My wellness routine is incredibly practical, though my apartment might suggest otherwise. My home is an oasis for houseplants, my kitchen is stocked with CBD oils, and I keep a jade roller in my freezer. I even have a crystal (or five) hidden throughout my bedroom. However, if I take a moment to reflect on the routines and habits that truly make me feel well, none of the aforementioned things immediately come to mind. Growing up in a relatively low-income household, nurturing my relationship with money to the point of financial wellness has granted me more comfort and joy than any workout class or facial. Somewhat similarly, I consider the relationships I have with my friends, family, and partner a huge part of my personal wellness routine—together they act as my emotional safety net, which I’m constantly trying to strengthen and maintain.
A lot has been said about wellness—and the practices and products that surround it—in the last few years, but, for me, the most interesting aspect of the movement has been how uniquely it can be defined. Even the most wellness-obsessed can define “being well” in vastly different ways, and on the other end of the spectrum, many people are reluctant to use the term to refer to the habits and choices that keep them feeling whole. The movement and industry are both complicated, and the conversations around them can be powerful.
I’ll be talking more about the complexities of wellness at Man Repeller HQ this Thursday, as part of our Good Evening event series. I’m moderating a panel of three women who have made wellness a large part of their everyday lives and careers. Before the event (you can get tickets to it here), I wanted to start a conversation about wellness and the different relationships we have with it. So I asked the panelists, Bianca Valle, Sara Elise, and Tara Aura to kick off the conversation by sharing how they define wellness. Here’s hoping your inspired to share your own.
“Wellness is about anything that adds a pep to your step, clears your mind, and keeps you feeling optimistic every day.”
Bianca Valle, Certified Holistic Nutritionist
It’s kind of unfortunate how the word “wellness” has been misshapen in the media these days to support a larger idea of consumption and profit, rather than a down-to-earth concept of being a human in nature. The modern definition of wellness has scared many away because they think it’s too expensive to eat well, or they need to belong to a fancy gym. In reality, wellness is quite simple. To me, it’s not about beauty supplements, extreme workout classes, or about adding a hundred different powders (with a million different promises) to your latte in the morning. Wellness is about anything that adds a pep to your step, clears your mind, and keeps you feeling optimistic every day.
In my eyes, wellness is holistic—it involves your mind and spirit, as well as nutrition. Wellness is happiness, and happiness comes from love. Not romantic love per se, but following your heart and doing what makes you feel well and whole, full of energy and excitement, trusting in your own power, your own force—that’s wellness. Wellness is freedom to live full of joy and full of vitality.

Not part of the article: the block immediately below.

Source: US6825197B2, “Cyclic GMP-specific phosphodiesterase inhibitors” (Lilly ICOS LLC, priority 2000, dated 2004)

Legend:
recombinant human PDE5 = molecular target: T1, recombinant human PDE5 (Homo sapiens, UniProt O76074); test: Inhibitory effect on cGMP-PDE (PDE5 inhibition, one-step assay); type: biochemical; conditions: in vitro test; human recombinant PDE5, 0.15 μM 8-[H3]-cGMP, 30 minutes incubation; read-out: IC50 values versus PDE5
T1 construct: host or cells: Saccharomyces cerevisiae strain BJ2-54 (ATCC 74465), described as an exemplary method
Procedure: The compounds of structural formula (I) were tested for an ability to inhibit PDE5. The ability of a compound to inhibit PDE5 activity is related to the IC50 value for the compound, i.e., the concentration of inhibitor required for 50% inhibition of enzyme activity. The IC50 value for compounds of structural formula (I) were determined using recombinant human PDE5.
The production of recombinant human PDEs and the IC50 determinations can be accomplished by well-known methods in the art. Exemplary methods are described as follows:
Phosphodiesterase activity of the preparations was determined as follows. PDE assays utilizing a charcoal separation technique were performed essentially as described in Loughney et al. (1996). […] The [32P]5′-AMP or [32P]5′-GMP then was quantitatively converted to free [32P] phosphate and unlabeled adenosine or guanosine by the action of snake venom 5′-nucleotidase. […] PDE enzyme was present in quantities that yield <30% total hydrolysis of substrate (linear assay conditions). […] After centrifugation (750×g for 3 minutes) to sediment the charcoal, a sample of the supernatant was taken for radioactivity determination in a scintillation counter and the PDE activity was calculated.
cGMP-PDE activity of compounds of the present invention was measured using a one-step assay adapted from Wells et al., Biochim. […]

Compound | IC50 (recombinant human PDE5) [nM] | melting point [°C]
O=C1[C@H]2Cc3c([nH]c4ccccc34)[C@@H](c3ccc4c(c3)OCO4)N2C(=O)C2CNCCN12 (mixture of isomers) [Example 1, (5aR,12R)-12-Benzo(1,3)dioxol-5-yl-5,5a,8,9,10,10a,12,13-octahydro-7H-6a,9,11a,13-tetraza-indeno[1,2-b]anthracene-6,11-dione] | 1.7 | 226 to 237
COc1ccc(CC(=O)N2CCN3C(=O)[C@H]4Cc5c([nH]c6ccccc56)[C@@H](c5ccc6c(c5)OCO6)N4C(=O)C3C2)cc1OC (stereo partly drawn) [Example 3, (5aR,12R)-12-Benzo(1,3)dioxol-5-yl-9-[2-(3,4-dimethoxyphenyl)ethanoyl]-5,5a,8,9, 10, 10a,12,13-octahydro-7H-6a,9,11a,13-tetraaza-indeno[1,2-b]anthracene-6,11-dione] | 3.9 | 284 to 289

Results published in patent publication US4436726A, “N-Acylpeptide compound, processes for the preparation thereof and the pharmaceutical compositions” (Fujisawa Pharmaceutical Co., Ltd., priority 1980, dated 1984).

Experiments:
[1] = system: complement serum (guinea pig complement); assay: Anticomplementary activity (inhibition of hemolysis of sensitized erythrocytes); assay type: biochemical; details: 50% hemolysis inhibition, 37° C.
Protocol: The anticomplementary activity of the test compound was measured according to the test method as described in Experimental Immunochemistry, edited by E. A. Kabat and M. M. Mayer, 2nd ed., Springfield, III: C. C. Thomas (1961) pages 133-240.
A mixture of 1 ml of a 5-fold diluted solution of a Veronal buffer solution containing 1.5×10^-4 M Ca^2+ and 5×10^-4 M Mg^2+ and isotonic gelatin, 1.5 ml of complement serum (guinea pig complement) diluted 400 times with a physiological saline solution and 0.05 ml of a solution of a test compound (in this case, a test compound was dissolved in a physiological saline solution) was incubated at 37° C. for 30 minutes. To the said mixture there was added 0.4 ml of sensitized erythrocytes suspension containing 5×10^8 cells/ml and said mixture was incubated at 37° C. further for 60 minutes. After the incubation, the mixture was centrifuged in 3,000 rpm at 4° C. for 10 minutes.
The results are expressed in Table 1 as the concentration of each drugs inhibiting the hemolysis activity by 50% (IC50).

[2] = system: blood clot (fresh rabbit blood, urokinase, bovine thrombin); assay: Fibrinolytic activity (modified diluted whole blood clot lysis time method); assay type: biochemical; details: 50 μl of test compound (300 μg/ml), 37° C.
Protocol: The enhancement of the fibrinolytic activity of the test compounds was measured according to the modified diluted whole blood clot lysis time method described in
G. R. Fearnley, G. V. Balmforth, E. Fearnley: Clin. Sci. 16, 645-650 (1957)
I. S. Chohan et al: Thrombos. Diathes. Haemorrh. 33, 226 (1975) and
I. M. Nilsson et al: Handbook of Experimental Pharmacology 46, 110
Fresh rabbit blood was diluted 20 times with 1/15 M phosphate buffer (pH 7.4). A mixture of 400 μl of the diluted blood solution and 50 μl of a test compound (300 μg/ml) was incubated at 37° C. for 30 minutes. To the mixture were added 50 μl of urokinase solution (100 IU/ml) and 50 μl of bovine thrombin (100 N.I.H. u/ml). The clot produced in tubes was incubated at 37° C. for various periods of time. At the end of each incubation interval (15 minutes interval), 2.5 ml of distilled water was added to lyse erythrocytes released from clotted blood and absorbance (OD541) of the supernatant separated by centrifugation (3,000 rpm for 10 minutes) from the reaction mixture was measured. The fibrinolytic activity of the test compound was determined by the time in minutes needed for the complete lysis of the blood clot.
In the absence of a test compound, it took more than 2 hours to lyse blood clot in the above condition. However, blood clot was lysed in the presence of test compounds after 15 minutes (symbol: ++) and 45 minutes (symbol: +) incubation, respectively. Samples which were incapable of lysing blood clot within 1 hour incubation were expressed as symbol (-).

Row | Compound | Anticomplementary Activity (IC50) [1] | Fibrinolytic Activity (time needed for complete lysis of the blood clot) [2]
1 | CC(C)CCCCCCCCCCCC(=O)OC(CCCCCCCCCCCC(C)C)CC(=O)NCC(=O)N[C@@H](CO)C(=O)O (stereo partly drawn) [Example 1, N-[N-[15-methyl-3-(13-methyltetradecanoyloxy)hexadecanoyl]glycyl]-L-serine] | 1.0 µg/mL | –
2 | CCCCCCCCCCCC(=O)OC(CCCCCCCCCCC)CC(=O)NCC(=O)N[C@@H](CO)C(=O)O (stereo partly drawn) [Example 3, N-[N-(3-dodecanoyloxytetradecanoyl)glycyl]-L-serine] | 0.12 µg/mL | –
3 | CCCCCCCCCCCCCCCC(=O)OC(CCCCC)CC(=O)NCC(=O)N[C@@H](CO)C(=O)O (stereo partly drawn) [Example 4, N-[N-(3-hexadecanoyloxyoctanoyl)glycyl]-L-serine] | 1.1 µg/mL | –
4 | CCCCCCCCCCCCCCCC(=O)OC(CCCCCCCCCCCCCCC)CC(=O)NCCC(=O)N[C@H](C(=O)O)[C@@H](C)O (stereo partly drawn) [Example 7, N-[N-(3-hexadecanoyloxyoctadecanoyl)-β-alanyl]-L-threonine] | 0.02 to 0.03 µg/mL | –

“It’s all of us doing our best for ourselves, each other, and the planet.”
Tara Aura, Co-Founder of Blind Seed
I consider wellness to be another word for alignment. It’s the sense of wholeness and wellbeing that we allow when our behaviors and experiences align with our beliefs and values. For me, wellness looks like moonlight shining on iridescent skin. It’s flirting with nature. It is the swell of my heart realizing a childhood dream just came true. It’s being and becoming a person I love unconditionally. It’s seasonal menu changes. It’s compassion. It’s the deep breath before belting out a love song. It’s a bonfire on the beach. It’s finding pleasure and satisfaction on purpose and sharing it with others. It’s all of us doing our best for ourselves, each other, and the planet. Wellness is a brave choice.
“Wellness in practice, for me, means developing a routine of self-care rituals and a network of community accountability.”
Sara Elise, Co-Founder of Blind Seed
To me, being well means a couple things: It means that my emotional, mental, and physical energies feel in alignment with one another. It means that I feel whole and fulfilled. And wellness in practice, for me, means developing a routine of self-care rituals and a network of community accountability, so that I can continue to make the best holistic decisions for myself. And recognizing that this routine, this accountability, and these “best decisions” look completely different for each of us.
What’s your personal relationship with wellness like? How does it shape you and influence your decisions? Does it at all? Please share in the comments.
And don’t forget tickets to our Good Evening wellness panel are still available.
Photos by Leila Fakouri.